Globalisation and Higher Education Reforms: The Japanese Case

  • Akira Arimoto
Part of the Higher Education Dynamics book series (HEDY, volume 1)


The university is by nature a knowledge-based association, an organisation whose foundation is knowledge. Now, however, society in general is becoming, to an increasing extent, a knowledge-based association. One of the key terms used in this chapter is the concept of knowledge-based society. Analytically, a tentative distinction can be made between what I define as Knowledge-Based Society 1 [KBS1] and Knowledge-Based Society 2 [KBS2]. The former refers to the academic enterprise, whose main aim is the development of knowledge; the latter refers to society at large, which is increasingly including academic activities within its own functions and roles. Society has lagged many years behind academia in carrying out the three functions of research, teaching and learning — based on the advancement of knowledge, the resources of knowledge, and the academic discipline. However, the importance of knowledge is now part of the social fabric, and the distinction between society in general (KBS2) and the knowledge-based society of the university (KBS1) has begun to blur.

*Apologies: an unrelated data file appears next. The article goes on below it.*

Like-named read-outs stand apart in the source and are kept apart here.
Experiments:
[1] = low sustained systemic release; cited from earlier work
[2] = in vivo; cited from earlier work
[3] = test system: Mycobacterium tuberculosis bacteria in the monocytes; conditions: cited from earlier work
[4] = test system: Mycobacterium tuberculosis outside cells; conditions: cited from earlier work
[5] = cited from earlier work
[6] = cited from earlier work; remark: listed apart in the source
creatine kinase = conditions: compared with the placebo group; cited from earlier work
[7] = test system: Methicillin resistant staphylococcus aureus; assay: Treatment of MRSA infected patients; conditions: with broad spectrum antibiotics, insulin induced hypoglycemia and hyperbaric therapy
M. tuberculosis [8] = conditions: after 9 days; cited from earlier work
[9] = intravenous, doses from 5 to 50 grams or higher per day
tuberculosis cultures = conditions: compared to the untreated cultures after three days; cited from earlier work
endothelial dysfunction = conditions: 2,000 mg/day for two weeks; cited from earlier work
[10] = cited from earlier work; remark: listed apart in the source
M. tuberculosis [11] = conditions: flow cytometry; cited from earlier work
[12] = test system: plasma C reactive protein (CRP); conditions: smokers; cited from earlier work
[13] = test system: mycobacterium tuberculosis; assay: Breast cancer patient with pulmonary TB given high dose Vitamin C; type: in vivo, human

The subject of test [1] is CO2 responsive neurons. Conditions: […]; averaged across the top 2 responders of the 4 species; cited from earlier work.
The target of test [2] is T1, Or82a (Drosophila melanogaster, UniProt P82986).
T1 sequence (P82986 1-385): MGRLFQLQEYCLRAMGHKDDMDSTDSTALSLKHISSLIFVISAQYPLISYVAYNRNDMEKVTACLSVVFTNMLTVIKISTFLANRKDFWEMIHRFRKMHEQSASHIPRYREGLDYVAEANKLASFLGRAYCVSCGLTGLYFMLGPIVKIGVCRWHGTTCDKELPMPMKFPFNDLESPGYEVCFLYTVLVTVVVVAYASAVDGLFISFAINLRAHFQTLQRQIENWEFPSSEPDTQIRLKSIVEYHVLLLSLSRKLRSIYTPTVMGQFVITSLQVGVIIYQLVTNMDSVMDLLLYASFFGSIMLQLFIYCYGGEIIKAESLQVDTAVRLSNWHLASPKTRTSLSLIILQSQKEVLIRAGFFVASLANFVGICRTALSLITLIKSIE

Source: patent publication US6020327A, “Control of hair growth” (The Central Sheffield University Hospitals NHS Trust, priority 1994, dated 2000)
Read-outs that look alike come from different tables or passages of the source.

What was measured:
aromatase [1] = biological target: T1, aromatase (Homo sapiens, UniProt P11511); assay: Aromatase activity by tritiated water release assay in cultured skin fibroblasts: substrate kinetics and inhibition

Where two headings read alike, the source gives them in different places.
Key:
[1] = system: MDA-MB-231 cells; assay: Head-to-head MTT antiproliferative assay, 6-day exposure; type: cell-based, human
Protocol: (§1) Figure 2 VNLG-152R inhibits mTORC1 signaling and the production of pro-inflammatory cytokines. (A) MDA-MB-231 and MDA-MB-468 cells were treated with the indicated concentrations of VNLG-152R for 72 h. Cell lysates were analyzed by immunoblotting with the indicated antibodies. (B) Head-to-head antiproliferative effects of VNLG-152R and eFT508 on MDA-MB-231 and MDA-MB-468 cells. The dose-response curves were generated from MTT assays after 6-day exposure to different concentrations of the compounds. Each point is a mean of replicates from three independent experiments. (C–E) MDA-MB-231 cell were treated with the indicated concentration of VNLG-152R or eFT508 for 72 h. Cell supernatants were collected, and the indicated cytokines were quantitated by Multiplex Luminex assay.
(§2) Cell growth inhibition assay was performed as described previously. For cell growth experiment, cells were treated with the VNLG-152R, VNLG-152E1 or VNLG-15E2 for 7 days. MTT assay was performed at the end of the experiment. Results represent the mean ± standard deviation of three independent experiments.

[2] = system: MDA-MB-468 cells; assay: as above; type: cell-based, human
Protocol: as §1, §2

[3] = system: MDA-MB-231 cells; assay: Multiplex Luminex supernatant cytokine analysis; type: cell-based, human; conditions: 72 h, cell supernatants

High Education Faculty Member Undergraduate Education Junior College Research Orientation 
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© Springer Science+Business Media Dordrecht 2002

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  • Akira Arimoto

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